Allergic diseases and long term risk of autoimmune disorders: longitudinal cohort study and cluster analysis
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Colleges, School and Institutes
Introduction: The association between allergic diseases and autoimmune disorders is not well established. Our objective was to determine incidence rates of autoimmune disorders in allergic rhinitis/conjunctivitis (ARC), atopic eczema and asthma, and to investigate for co-occurring patterns. Methods: This was a retrospective cohort study (1990–2018) employing data extracted from The Health Improvement Network (UK primary care database). The exposure group comprised ARC, atopic eczema and asthma (all ages). For each exposed patient, up to two randomly selected age- and sex-matched controls with no documented allergic disease were used. Adjusted incidence rate ratios (aIRRs) were calculated using Poisson regression. A cross-sectional study was also conducted employing Association Rule Mining (ARM) to investigate disease clusters. Results: 782320, 1393570 and 1049868 patients with ARC, atopic eczema and asthma, respectively, were included. aIRRs of systemic lupus erythematosus (SLE), Sjögren’s syndrome, vitiligo, rheumatoid arthritis, psoriasis, pernicious anaemia, inflammatory bowel disease, coeliac disease and autoimmune thyroiditis were uniformly higher in the three allergic diseases compared with controls. Specifically, aIRRs of SLE (1.45) and Sjögren’s syndrome (1.88) were higher in ARC; aIRRs of SLE (1.44), Sjögren’s syndrome (1.61) and myasthenia (1.56) were higher in asthma; and aIRRs of SLE (1.86), Sjögren’s syndrome (1.48), vitiligo (1.54) and psoriasis (2.41) were higher in atopic eczema. There was no significant effect of the three allergic diseases on multiple sclerosis or of ARC and atopic eczema on myasthenia. Using ARM, allergic diseases clustered with multiple autoimmune disorders. Three age- and sex-related clusters were identified, with a relatively complex pattern in females ≥55 years old. Conclusions: The long-term risks of autoimmune disorders are significantly higher in patients with allergic diseases. Allergic diseases and autoimmune disorders show age- and sex-related clustering patterns.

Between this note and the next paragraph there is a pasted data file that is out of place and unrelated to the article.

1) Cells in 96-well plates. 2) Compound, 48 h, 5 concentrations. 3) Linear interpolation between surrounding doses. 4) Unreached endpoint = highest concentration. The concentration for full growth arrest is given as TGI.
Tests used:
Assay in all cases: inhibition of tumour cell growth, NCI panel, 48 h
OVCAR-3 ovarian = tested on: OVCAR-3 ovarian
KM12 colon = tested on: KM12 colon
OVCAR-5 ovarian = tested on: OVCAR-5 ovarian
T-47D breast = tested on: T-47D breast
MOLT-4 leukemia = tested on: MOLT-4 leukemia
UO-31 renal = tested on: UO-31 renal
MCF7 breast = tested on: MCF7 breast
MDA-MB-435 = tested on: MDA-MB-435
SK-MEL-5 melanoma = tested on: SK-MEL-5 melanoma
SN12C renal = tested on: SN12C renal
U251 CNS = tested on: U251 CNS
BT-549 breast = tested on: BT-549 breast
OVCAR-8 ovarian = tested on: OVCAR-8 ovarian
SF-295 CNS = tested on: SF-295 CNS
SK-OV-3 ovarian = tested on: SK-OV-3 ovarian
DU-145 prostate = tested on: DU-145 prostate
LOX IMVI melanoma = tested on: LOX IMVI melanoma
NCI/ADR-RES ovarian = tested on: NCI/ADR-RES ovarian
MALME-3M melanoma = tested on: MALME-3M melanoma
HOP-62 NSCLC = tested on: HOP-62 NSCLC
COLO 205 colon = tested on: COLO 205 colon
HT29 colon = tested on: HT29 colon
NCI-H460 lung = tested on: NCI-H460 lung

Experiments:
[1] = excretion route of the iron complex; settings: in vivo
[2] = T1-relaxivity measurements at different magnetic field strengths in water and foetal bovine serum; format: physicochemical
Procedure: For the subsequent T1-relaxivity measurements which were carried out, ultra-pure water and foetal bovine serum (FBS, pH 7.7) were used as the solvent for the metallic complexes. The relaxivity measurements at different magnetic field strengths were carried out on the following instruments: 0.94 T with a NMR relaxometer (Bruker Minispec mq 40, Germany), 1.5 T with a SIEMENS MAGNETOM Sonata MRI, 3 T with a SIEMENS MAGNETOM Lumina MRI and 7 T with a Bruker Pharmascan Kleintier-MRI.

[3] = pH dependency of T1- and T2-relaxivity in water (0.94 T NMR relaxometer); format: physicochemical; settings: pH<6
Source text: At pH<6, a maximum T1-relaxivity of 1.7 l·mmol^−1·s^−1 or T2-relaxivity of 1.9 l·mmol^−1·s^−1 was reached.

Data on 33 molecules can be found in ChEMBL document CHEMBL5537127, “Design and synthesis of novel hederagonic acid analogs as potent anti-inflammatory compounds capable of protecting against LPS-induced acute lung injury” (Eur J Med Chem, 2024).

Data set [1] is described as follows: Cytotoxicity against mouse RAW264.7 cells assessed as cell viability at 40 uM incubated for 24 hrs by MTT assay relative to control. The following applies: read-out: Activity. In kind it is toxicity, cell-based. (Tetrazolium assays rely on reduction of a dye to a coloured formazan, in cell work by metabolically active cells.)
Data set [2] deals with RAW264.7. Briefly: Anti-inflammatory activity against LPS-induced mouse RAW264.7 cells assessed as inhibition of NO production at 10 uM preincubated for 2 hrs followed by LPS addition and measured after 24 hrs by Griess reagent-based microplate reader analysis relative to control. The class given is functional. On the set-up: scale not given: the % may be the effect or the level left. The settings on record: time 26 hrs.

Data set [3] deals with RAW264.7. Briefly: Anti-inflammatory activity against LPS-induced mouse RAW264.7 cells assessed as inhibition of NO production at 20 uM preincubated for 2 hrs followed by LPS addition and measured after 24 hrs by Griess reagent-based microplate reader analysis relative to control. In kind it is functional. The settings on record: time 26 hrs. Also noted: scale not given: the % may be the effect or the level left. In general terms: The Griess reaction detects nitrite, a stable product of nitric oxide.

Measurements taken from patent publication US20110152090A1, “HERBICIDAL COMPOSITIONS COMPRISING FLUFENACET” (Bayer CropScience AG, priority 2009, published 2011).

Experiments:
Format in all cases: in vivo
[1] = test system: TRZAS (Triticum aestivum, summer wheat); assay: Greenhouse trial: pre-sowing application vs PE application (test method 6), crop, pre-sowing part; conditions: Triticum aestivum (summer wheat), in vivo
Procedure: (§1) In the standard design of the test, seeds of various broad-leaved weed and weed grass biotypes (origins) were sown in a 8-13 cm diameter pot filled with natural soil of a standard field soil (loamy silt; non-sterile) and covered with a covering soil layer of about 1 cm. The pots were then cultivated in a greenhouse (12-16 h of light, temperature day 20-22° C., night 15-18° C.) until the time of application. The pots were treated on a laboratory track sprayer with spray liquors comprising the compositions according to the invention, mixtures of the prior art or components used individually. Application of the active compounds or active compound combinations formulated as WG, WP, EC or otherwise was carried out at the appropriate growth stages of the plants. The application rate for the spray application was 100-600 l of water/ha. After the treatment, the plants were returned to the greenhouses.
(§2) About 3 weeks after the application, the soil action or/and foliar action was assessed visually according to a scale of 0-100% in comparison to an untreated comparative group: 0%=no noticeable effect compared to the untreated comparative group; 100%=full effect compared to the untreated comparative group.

|Journal||European Respiratory Journal|
|Publication status||Published - 14 Aug 2019|